The Jewish King of Poland (for a day)

Often we think of Poland as a place of pain for the Jewish people. That might be true, but there are also a lot of positive things that happened in Poland for our people. An especially exciting story is the legendary story of the Jewish King of Poland!

Here is one variation:

“Upon the death of King Stephan Batory in 1586, there was a gap in leadership since a Crown Prince had not been chosen. The Council of Ministers gathered in Warsaw to elect a new king, but could not make a decision during the time allotted by law. To buy time they unanimously named the respected Rabbi Saul Wohl as King for one night. As he set on the throne they cheered, “long live the King!” During that night the Rabbi King passed several decrees to benefit the Jewish people. The next day they elected Zygmund the Third as King of Poland. “

Who is Rabbi Shaul Wohl you ask? The grandson of the Maharam and scion of the Katzenellenbogen family (and you thought Katz was a Jewish name ?). He also leased (collected rent) on lands in Brest-Litovsk for ten years as servitor regis (servant of the king). Rabbi Wohl became a leader of the Four Lands Vaad and his son, Rabbi Meir, became the leader of Brest-Litovsk.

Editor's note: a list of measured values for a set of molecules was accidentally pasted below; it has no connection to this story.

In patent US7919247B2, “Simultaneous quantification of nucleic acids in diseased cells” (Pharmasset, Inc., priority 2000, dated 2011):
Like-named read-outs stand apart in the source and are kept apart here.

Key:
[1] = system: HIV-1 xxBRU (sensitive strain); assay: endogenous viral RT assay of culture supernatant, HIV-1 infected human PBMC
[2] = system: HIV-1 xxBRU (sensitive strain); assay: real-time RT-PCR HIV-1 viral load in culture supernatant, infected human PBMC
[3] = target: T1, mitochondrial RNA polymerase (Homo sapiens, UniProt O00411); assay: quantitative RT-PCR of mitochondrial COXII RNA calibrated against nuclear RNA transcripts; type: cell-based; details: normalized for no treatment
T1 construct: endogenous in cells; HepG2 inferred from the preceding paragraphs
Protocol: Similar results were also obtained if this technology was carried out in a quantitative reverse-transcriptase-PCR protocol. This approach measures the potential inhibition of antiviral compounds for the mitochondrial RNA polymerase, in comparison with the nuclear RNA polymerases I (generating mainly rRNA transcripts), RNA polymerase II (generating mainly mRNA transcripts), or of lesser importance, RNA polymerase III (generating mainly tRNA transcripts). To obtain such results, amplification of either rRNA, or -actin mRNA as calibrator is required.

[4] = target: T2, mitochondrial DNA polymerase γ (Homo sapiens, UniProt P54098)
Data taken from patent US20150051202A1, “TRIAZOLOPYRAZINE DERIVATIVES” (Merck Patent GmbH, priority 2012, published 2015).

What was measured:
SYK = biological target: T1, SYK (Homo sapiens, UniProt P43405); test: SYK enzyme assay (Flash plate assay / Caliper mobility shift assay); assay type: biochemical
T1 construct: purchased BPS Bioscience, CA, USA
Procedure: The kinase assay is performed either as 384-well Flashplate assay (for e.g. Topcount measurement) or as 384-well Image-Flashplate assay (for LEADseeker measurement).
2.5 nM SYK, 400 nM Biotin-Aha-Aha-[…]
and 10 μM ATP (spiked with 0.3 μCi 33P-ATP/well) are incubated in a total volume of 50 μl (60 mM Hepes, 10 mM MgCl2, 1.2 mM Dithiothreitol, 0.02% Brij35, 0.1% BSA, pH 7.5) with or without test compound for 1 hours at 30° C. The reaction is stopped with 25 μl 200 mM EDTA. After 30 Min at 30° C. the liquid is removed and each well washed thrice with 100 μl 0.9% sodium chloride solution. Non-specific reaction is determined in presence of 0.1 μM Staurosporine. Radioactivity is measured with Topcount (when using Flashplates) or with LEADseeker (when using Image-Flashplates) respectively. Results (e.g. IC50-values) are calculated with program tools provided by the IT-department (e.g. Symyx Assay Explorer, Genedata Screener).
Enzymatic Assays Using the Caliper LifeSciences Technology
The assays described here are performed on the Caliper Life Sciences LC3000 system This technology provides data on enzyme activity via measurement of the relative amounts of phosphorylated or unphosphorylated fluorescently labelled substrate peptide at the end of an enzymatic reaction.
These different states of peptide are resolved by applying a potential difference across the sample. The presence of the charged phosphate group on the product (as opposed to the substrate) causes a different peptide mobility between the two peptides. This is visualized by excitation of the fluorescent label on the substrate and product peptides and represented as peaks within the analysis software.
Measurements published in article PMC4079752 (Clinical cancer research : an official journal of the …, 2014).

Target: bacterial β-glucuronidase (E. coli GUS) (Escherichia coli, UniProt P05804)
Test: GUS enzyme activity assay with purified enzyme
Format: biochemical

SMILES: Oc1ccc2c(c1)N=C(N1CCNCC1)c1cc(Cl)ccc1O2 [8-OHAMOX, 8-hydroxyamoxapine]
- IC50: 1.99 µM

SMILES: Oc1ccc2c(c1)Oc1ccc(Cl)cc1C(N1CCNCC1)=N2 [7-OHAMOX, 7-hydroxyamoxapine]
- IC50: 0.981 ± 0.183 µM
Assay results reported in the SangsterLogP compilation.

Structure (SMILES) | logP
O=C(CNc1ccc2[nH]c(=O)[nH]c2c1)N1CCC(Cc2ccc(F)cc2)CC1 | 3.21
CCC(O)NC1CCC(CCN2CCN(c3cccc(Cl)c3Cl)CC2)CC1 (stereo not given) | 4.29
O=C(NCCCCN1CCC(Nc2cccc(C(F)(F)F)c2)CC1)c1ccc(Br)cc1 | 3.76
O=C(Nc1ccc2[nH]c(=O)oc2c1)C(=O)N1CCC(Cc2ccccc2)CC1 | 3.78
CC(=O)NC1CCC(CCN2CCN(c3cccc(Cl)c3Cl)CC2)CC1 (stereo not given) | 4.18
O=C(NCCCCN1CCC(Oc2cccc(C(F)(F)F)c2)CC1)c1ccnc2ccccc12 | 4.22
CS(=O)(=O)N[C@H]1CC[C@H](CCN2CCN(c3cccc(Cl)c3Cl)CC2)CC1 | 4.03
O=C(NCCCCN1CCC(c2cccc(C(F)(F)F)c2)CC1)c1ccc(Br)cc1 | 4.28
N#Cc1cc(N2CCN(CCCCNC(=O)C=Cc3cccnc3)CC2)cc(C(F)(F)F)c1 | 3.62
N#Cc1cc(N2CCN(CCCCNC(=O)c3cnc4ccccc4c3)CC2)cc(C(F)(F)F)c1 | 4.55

When the synagogue in Brest-Litovsk was rebuilt in 1840 they found a plaque in the women’s section, “the leader, Rabbi Sha’ul son of the Gaon Shemu’el formerly of Padua, built the women’s gallery in the synagogue for Torah and testimony, in memory of his righteous and pious wife Devorah.” Interestingly the first biblical king was King Shaul as well. Looks like history really does go in cycles!

Parsha in a couple words: Za’atar Heals


Authors Notes:

With gratitude to Manny Saltiel for sending out a weekly newsletter of Jewish history that helps inspire these thoughts. Also a big shout out to Wikipedia and also YIVO Encyclopedia for all the endless blackholes of history. If you have any feedback on my new blog please let me know! 

Alex is the Operations Director at TJE. With a degree in History (B.A.) and a schmaltz in Judaism (N.J.B.), this weekly “Blast from the Past” is a fun way to combine and share how the past can inform our future.